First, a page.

Obama also told the United Nations that with modern technology efforts to control the flow of information have become “obsolete.”
The Obama administration had originally suggested that the video in question—which the New York Times said was a trailer for a movie entitled “The Innocence of Muslims”—may have been responsible for inspiring a mob to attack the U.S. consulate in Benghazi, Libya on Sept. 11 and to kill U.S. Ambassador Chris Stevens and three other Americans.
However, the Libyan prime minister said last week that the attack on the U.S. consulate was pre-planned. Also, the chairman of the U.S. House Intelligence Committee said on Sunday that not only was the attack planned but also that there was reason to believe it had been carried out by al Qaeda or an al Qaeda-affiliated group and that he had seen no evidence that there had even been a demonstration outside the consulate before the attack.
“In every country, there are those who find different religious beliefs threatening; in every culture, those who love freedom for themselves must ask themselves how much they are willing to tolerate freedom for others,” Obama told the United Nations.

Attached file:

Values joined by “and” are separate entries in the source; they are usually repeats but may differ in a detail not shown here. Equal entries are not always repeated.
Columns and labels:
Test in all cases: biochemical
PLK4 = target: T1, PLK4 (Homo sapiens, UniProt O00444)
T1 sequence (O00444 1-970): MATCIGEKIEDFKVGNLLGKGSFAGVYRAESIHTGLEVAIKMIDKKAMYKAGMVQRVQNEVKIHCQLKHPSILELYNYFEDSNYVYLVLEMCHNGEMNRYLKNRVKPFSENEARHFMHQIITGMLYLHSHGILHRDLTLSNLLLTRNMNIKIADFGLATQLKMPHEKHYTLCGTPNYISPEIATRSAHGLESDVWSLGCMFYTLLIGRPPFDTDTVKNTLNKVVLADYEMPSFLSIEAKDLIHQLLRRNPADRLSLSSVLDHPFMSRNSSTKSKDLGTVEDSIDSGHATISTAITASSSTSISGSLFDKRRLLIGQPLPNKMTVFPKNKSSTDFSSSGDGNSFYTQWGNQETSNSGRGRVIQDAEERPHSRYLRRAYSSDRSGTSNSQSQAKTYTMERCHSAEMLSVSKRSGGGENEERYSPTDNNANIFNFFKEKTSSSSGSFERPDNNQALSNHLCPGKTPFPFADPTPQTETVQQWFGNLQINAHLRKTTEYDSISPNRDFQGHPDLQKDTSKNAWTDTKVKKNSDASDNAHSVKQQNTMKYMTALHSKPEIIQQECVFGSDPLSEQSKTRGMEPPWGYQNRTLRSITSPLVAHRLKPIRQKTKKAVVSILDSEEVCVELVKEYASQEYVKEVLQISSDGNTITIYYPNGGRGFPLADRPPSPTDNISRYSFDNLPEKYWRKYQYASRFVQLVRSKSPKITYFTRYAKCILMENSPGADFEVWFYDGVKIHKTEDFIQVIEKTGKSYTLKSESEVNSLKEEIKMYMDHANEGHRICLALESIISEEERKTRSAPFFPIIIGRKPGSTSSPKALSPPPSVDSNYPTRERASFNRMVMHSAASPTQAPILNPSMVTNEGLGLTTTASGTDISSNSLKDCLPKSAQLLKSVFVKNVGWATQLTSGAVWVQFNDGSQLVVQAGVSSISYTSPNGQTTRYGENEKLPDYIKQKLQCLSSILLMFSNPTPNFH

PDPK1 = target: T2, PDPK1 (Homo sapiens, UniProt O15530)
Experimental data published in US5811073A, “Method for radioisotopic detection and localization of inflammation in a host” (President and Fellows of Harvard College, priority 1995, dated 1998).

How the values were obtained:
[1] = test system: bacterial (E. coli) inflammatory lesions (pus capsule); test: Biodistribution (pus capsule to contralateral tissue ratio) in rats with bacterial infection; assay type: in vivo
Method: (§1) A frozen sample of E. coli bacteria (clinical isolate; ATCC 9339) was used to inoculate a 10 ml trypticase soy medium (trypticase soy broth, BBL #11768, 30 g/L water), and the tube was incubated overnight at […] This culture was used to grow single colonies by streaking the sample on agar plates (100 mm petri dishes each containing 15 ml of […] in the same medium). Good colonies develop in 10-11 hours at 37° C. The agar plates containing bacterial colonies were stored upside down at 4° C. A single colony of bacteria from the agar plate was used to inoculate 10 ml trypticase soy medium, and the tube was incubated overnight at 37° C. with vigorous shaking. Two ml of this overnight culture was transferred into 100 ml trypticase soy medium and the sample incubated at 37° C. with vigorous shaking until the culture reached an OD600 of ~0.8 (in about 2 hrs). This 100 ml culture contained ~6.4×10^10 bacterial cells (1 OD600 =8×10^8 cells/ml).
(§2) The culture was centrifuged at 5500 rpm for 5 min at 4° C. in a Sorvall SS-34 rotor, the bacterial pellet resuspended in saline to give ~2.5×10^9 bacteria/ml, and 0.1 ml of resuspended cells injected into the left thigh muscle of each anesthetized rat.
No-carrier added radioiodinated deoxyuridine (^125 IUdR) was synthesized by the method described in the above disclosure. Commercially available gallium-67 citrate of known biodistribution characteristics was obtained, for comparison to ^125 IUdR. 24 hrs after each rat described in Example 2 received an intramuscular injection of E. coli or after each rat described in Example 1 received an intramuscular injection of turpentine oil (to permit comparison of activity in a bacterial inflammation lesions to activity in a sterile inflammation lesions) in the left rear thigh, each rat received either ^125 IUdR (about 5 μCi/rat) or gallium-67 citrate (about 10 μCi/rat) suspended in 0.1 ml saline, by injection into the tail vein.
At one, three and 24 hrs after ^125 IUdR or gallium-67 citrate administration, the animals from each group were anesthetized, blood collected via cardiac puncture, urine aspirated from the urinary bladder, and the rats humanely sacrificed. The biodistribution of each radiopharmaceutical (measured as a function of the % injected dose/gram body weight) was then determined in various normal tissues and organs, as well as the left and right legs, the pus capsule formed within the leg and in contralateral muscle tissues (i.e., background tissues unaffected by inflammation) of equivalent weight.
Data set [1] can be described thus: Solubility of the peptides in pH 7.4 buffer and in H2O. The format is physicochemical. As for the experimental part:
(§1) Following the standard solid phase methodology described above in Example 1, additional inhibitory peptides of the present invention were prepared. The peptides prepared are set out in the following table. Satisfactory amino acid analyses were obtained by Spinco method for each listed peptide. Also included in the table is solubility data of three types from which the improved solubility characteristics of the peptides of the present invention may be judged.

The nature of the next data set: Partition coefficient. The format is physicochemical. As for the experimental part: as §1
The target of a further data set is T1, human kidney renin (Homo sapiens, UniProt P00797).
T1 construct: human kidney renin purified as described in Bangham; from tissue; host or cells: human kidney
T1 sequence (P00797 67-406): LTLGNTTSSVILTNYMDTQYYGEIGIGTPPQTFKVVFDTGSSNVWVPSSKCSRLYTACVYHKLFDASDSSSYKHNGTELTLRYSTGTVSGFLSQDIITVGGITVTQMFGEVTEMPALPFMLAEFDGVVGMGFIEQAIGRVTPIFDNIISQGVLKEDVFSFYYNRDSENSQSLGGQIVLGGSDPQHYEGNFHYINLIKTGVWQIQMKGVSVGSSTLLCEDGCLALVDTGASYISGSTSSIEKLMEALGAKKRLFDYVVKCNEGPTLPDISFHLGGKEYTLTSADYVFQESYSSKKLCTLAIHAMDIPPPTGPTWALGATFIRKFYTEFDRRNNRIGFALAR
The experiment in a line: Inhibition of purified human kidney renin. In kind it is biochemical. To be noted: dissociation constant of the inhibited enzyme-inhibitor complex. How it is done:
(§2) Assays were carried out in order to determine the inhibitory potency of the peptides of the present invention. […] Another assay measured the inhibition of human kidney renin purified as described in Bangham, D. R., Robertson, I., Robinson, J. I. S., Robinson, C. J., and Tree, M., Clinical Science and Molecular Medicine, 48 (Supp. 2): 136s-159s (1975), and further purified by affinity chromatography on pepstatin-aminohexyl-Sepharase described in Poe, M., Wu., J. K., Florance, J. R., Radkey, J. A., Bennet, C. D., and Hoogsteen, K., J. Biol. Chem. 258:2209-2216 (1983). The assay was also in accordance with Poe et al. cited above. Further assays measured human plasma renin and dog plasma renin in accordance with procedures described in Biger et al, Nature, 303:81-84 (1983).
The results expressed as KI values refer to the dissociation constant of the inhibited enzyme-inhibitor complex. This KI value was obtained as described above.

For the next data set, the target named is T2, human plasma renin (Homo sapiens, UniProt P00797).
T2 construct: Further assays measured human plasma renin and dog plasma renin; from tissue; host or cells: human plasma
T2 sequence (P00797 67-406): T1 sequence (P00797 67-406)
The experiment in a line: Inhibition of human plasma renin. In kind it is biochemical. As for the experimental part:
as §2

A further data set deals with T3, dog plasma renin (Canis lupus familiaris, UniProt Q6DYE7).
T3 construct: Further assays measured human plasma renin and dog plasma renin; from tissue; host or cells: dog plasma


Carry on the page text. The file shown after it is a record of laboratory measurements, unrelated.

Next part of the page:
“That is what we saw play out in the last two weeks, as a crude and disgusting video sparked outrage throughout the Muslim world,” he said.
“I have made it clear that the United States government had nothing to do with this video, and I believe its message must be rejected by all who respect our common humanity," said Obama. "It is an insult not only to Muslims, but to America as well--for as the city outside these walls makes clear, we are a country that has welcomed people of every race and every faith. We are home to Muslims who worship across our country. We not only respect the freedom of religion--we have laws that protect individuals from being harmed because of how they look or what they believe. We understand why people take offense to this video because millions of our citizens are among them.
“I know there are some who ask why we don’t just ban such a video,” said Obama. “The answer is enshrined in our laws: our Constitution protects the right to practice free speech.